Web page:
Royal%20Hospital%20Road.jpgI’m fascinated by the Sunday Mirror’s story about a kitchen porter’s claims that he suffered racial harassment and discrimination, religious discrimination and victimisation at Gordon Ramsay’s flagship restaurant in Chelsea.
The paper quoted a friend of Ramsay’s as saying:

“Gordon employs more than 1,000 people of all nationalities. He spends a fortune sponsoring youngsters who want to be chefs through the Gordon Ramsay Scholarship Programme. It is a real hot-house in a kitchen and people shout and swear all the time – but he would never tolerate racism.”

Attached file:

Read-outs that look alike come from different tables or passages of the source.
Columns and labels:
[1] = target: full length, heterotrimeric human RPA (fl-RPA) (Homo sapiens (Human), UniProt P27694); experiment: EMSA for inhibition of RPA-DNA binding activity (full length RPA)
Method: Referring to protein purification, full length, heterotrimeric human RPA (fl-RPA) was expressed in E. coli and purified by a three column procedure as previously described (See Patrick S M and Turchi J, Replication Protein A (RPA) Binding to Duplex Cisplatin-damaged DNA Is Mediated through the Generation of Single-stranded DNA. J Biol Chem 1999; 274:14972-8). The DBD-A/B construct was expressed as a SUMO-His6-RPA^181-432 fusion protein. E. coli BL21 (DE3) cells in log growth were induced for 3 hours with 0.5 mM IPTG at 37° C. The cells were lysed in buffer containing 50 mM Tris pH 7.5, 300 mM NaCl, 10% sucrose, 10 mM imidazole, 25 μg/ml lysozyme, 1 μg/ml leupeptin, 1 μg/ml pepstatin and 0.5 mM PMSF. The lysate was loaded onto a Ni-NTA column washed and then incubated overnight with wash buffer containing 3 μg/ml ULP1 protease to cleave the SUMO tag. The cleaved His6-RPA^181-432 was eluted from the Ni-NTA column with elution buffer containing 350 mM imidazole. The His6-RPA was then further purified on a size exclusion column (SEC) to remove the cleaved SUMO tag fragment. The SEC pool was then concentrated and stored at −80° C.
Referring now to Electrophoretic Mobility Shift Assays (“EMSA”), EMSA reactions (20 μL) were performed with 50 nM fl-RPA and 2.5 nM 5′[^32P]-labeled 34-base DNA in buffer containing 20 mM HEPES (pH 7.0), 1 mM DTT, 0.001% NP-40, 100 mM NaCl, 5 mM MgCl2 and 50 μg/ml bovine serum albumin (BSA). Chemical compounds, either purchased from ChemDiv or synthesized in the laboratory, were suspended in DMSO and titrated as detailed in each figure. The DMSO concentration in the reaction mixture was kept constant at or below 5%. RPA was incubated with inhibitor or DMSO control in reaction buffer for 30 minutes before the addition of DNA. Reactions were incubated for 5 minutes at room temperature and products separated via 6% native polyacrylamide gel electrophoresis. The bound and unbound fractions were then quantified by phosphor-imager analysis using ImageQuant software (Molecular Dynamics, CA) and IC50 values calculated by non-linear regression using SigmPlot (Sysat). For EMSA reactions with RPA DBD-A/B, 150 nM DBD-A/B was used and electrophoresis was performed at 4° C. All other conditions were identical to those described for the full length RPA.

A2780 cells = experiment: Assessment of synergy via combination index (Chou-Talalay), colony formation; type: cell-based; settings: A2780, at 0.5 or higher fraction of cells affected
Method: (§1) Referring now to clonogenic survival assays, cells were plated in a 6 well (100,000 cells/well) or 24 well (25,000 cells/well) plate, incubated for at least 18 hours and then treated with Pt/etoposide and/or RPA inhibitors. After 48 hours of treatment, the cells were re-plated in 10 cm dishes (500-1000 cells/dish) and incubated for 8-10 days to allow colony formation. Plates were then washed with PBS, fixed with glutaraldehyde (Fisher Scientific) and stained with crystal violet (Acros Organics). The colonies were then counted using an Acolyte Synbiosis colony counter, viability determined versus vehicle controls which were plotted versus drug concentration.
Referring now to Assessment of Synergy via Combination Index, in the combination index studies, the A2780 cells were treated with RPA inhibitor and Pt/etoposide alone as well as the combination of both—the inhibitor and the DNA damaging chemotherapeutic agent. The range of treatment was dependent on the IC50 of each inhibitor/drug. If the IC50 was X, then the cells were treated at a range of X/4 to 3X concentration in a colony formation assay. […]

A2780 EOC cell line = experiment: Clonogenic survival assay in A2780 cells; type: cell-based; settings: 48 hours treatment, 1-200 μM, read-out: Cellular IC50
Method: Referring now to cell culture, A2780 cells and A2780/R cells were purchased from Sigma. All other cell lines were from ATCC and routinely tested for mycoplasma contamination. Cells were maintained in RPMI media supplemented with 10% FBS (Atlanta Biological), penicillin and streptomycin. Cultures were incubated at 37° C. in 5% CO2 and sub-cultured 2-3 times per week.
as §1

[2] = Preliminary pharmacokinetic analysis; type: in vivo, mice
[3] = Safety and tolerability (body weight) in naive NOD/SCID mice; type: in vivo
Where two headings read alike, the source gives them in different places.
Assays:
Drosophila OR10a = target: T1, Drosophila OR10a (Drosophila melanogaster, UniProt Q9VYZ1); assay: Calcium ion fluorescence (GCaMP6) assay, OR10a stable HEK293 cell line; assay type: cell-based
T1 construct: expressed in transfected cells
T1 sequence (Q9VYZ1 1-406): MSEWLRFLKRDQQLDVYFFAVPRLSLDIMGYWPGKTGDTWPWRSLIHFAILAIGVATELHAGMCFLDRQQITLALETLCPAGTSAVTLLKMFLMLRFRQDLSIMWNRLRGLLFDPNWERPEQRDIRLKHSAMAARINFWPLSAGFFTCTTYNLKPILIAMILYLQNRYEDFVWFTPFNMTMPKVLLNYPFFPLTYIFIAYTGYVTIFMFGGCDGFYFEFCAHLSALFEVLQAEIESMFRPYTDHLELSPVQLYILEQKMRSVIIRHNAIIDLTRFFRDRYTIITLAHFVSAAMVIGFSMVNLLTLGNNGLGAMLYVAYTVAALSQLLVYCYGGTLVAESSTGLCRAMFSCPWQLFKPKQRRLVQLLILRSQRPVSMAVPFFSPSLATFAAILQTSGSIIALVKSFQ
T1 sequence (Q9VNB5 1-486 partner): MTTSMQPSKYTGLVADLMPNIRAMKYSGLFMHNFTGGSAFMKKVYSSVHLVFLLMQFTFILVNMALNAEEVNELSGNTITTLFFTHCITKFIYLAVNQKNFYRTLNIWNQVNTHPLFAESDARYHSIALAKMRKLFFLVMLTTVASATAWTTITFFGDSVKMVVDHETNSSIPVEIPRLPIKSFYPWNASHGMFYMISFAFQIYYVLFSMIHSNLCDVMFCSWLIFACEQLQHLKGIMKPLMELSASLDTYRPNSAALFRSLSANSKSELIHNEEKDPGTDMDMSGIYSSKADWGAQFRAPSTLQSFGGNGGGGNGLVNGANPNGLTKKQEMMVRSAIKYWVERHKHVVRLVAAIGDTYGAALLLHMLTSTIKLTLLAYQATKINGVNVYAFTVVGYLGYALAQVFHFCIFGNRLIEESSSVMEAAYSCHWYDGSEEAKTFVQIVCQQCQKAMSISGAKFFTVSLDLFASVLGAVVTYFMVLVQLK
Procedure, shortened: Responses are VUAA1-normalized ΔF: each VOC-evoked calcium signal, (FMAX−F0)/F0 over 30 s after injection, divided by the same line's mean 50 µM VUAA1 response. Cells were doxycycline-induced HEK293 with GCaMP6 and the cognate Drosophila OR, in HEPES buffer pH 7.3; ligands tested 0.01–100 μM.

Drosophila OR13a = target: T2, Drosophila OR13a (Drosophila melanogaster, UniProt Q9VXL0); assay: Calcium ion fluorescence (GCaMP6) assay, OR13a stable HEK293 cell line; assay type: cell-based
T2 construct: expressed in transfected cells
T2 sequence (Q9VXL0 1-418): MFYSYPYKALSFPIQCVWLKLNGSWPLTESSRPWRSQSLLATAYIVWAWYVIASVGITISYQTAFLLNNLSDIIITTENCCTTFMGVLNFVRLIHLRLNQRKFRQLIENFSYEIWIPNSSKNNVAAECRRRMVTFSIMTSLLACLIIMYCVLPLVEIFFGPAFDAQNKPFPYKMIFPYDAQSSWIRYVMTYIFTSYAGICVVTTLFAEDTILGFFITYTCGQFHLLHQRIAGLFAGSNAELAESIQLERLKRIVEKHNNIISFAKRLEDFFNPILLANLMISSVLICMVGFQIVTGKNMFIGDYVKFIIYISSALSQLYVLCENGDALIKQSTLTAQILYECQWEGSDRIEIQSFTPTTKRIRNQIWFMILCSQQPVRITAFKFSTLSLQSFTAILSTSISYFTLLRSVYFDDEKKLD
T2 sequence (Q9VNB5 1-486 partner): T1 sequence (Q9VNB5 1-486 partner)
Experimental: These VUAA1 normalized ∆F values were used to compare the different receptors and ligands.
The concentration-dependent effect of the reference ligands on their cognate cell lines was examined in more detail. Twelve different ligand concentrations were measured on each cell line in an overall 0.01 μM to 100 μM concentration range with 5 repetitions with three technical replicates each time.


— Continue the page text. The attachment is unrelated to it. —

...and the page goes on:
This is a fair comment. The commercial kitchen has to be the most testosterone-charged of workplaces, as well as one of the most racially diverse, and banter goes with the territory. As for Gordon himself, he has forged a hugely successful TV career out of being a foul-mouthed genius of the kitchen, but his abuse is blind to colour and creed – he’ll tell anyone to f**k off out of his kitchen.
The question, then, is this: when does banter go too far? And can employers ever hope to keep it within the boundaries of acceptability?
Let me know what you think.